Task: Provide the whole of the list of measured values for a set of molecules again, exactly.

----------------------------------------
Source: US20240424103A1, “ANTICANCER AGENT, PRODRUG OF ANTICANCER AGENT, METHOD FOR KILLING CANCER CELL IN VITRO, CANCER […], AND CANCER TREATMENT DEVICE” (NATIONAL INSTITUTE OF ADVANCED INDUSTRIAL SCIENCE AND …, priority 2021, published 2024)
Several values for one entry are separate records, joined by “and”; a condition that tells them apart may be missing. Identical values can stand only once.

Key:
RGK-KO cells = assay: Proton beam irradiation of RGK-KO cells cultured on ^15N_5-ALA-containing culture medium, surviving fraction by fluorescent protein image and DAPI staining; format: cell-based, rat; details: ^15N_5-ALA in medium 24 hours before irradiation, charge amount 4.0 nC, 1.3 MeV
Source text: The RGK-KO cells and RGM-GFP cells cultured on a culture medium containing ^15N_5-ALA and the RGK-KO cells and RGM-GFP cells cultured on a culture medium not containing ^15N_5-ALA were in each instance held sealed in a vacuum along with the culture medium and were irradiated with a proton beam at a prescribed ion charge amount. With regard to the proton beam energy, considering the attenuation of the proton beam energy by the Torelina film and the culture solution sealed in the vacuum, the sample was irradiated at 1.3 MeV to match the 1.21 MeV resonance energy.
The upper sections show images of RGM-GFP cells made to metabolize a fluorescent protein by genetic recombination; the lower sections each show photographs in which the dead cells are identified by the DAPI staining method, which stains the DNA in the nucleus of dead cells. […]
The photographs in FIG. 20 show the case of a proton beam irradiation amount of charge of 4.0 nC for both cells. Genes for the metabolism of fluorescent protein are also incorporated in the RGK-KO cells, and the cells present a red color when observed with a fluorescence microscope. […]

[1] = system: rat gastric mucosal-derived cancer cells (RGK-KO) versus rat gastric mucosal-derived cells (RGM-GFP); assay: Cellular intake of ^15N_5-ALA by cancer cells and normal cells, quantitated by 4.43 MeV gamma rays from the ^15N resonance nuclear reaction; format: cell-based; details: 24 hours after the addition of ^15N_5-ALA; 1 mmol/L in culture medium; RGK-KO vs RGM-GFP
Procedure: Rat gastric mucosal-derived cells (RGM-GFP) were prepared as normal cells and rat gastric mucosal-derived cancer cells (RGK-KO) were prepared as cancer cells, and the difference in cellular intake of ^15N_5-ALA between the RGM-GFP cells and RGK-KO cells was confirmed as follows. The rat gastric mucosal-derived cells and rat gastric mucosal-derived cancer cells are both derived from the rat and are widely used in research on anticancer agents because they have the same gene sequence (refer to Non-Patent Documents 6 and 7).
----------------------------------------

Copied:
Source: US20240424103A1, “ANTICANCER AGENT, PRODRUG OF ANTICANCER AGENT, METHOD FOR KILLING CANCER CELL IN VITRO, CANCER […], AND CANCER TREATMENT DEVICE” (NATIONAL INSTITUTE OF ADVANCED INDUSTRIAL SCIENCE AND …, priority 2021, published 2024)
Several values for one entry are separate records, joined by “and”; a condition that tells them apart may be missing. Identical values can stand only once.

Key:
RGK-KO cells = assay: Proton beam irradiation of RGK-KO cells cultured on ^15N_5-ALA-containing culture medium, surviving fraction by fluorescent protein image and DAPI staining; format: cell-based, rat; details: ^15N_5-ALA in medium 24 hours before irradiation, charge amount 4.0 nC, 1.3 MeV
Source text: The RGK-KO cells and RGM-GFP cells cultured on a culture medium containing ^15N_5-ALA and the RGK-KO cells and RGM-GFP cells cultured on a culture medium not containing ^15N_5-ALA were in each instance held sealed in a vacuum along with the culture medium and were irradiated with a proton beam at a prescribed ion charge amount. With regard to the proton beam energy, considering the attenuation of the proton beam energy by the Torelina film and the culture solution sealed in the vacuum, the sample was irradiated at 1.3 MeV to match the 1.21 MeV resonance energy.
The upper sections show images of RGM-GFP cells made to metabolize a fluorescent protein by genetic recombination; the lower sections each show photographs in which the dead cells are identified by the DAPI staining method, which stains the DNA in the nucleus of dead cells. […]
The photographs in FIG. 20 show the case of a proton beam irradiation amount of charge of 4.0 nC for both cells. Genes for the metabolism of fluorescent protein are also incorporated in the RGK-KO cells, and the cells present a red color when observed with a fluorescence microscope. […]

[1] = system: rat gastric mucosal-derived cancer cells (RGK-KO) versus rat gastric mucosal-derived cells (RGM-GFP); assay: Cellular intake of ^15N_5-ALA by cancer cells and normal cells, quantitated by 4.43 MeV gamma rays from the ^15N resonance nuclear reaction; format: cell-based; details: 24 hours after the addition of ^15N_5-ALA; 1 mmol/L in culture medium; RGK-KO vs RGM-GFP
Procedure: Rat gastric mucosal-derived cells (RGM-GFP) were prepared as normal cells and rat gastric mucosal-derived cancer cells (RGK-KO) were prepared as cancer cells, and the difference in cellular intake of ^15N_5-ALA between the RGM-GFP cells and RGK-KO cells was confirmed as follows. The rat gastric mucosal-derived cells and rat gastric mucosal-derived cancer cells are both derived from the rat and are widely used in research on anticancer agents because they have the same gene sequence (refer to Non-Patent Documents 6 and 7).